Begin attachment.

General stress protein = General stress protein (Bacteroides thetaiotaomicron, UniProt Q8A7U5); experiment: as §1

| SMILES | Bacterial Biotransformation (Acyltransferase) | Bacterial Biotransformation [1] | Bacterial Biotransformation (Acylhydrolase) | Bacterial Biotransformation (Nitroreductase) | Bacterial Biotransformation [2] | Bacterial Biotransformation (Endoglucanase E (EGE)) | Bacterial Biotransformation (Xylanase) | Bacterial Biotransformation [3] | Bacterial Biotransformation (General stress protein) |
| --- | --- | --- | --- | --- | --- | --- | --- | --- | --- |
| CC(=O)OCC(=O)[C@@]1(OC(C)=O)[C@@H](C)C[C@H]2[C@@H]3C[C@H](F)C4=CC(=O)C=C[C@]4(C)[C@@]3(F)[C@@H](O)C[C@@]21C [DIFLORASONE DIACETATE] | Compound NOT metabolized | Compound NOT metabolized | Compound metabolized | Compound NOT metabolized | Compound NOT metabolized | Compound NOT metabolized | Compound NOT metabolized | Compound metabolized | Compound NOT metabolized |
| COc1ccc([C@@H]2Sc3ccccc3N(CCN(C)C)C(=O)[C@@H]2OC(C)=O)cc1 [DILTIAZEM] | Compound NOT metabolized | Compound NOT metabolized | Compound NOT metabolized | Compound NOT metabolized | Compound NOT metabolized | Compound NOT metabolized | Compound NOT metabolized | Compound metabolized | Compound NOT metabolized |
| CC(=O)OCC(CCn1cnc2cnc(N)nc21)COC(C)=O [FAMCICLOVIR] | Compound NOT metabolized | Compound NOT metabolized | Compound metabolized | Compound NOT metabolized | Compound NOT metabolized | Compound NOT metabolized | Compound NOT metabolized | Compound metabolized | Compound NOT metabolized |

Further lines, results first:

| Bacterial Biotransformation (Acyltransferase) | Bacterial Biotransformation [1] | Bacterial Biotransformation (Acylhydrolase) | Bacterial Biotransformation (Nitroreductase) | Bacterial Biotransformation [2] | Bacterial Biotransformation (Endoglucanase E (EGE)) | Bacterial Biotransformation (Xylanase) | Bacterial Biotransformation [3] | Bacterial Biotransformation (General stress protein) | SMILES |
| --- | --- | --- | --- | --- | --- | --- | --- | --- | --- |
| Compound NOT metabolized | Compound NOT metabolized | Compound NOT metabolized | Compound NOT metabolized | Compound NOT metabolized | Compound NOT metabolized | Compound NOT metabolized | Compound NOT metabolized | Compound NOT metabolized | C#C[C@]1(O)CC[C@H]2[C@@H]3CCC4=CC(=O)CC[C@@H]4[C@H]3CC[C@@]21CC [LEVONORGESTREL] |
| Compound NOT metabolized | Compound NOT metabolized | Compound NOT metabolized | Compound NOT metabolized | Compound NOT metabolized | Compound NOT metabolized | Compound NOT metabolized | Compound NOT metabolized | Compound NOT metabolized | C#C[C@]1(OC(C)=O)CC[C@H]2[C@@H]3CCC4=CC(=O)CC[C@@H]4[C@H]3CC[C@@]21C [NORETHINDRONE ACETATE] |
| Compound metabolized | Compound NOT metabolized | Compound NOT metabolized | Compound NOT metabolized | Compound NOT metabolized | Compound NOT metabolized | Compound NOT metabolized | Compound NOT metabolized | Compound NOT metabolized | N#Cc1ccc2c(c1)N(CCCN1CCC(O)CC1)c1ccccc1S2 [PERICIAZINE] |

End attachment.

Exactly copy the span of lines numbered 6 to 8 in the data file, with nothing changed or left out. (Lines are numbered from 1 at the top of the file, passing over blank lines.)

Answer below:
| CC(=O)OCC(CCn1cnc2cnc(N)nc21)COC(C)=O [FAMCICLOVIR] | Compound NOT metabolized | Compound NOT metabolized | Compound metabolized | Compound NOT metabolized | Compound NOT metabolized | Compound NOT metabolized | Compound NOT metabolized | Compound metabolized | Compound NOT metabolized |

Further lines, results first:

| Bacterial Biotransformation (Acyltransferase) | Bacterial Biotransformation [1] | Bacterial Biotransformation (Acylhydrolase) | Bacterial Biotransformation (Nitroreductase) | Bacterial Biotransformation [2] | Bacterial Biotransformation (Endoglucanase E (EGE)) | Bacterial Biotransformation (Xylanase) | Bacterial Biotransformation [3] | Bacterial Biotransformation (General stress protein) | SMILES |